A decades-old folk tale surrounding a deranged murderer killing those who celebrate Valentine's Day turns out to be true to legend when a group defies the killer's order and people start turning up dead.
An unknown killer, clad in World War II U.S. Army fatigues, stalks a small New Jersey town bent on reliving a 35 year-old double murder by focusing on a group of college kids holding an annual Spring Dance.
After seeing his parents murdered in front of him a young bit spends most of his life in an orphanage where he is abused by the mother superior when he turns into a teenager he gets a job as a department store santa and when he sees two people having sex in the store he gets flashbacks when his parents and when he can't take it anymore he turns into a santa serial killer. Written by
Following the murder of Ellie Chapman (Tara Buckman's character), she is shown one more time before the flash-forward to 1974, during which her heart can be seeing beating against her bare chest; even far more visible is the carotid pulse beating against the stage blood on her neck. See more »
After visiting his grandfather in a mental institution, the five year-old Billy Chapman is told by him that Santa punish bad kids. On their way home they stop the car for a man dressed up in a Santa costume, but the guy shoots his father and rapes and kills his mother, while Billy watches. Years later he lives in a Catholic orphanage and still this horrific incident haunts him, but the firm mother superior wants him to overcome it with harsh results. Now Billy is an older teen working at a toy store, but when the original Santa Claus comes down ill. Billy replaces him and slowly he cracks with him wandering around the town on Christmas Eve punishing those who have been bad.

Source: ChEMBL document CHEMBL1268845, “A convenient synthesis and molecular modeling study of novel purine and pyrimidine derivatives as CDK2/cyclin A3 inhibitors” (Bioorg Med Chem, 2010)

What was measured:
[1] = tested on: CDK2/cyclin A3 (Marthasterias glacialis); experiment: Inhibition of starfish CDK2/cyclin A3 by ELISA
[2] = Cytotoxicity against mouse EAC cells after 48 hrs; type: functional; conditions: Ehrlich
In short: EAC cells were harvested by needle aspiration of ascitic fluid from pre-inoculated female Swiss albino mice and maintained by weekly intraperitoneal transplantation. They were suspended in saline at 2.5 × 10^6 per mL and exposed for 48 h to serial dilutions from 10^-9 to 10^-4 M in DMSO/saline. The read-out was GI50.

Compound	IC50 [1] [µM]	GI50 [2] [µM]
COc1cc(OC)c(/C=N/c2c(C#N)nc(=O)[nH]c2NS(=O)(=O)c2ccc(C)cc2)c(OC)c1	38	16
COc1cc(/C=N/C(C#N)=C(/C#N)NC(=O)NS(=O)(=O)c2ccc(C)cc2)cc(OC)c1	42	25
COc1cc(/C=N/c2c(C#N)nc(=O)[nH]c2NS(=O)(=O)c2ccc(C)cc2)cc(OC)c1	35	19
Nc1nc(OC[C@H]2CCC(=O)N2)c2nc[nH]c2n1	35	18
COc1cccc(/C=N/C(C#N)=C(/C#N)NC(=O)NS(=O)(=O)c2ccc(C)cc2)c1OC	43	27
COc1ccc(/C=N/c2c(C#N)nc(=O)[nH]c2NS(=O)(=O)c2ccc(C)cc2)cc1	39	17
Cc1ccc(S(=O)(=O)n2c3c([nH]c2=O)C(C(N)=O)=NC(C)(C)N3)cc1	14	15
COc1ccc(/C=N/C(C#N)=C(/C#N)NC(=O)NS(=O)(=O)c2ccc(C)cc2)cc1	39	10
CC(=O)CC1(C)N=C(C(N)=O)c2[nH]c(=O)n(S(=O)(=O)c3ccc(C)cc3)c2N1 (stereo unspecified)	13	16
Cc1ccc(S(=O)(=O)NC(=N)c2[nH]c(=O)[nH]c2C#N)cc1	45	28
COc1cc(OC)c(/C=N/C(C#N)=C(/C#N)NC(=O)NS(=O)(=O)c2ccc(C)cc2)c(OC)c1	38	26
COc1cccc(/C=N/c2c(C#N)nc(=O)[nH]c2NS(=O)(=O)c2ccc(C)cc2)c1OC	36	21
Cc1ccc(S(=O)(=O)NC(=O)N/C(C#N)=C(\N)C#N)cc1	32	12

Deck the halls with bloody slaughtering, Fa la la la la, la la la la. Tis the season to be horrified, Fa la la la la, la la la la. Now this slasher knows how to spread the Christmas joy! "Silent Night, Deadly Night" is more renown for the controversy ("The movie that went to far! ") it really stirred up and if it wasn't for that aspect. Probably wouldn't have made too much of a dent in the rehashed holiday cycle featured in many slashers at the time. "Black Christmas" still remains the best of the festive season features. What kinda makes this rough item above ordinary is that it's a perverse little shocker that's grimy and mean-spirited. Obviously the makers have something against the sentiment of Christmas and the sneeringly dark humour can get wickedly uneasy. The lumbering opening half of the film really does try to development the character's fatigue state of mind, just before he goes psychotically insane. Sure, that established staple is nothing new, especially in slashers. But these moments weren't bad and are terribly exploited, but while the old practical material is given a revamp of the wonderfully jolly and family-friendly Saint Nick turning into a relentlessly whack-out killer would be every parent's nightmare. When the traumatised Santa hit's the streets for some punishing is when it falls into the conventional methods (despite it using Christmas symbols to murder his victims) and predictable hysteria. The deadpan shocks and suspense is telegraphed without much trouble and it can get laughably tacky in its senseless mayhem with a vapidly rushed conclusion. The shattering death scenes are very callous and there's an extremely seedy touch lining it. The music score is a wayward, racket of cues that only add even more to the unsettling nature. Performances range from very static (Robert Brian Wilson as the old Billy turned Santa killer), dominating (the Mother Superior played by Lilyan Chauvan) and to livingly short (the gratuitously topless Linnea Quigley chips in as a bubbly victim and a memorable Will Hare as the very scornfully nutty grandfather).
A drab, lowbrow holiday feature that's has Santa Claus coming to town in nothing more than your amusing cut and dried horror slasher with a somewhat baffling reputation.
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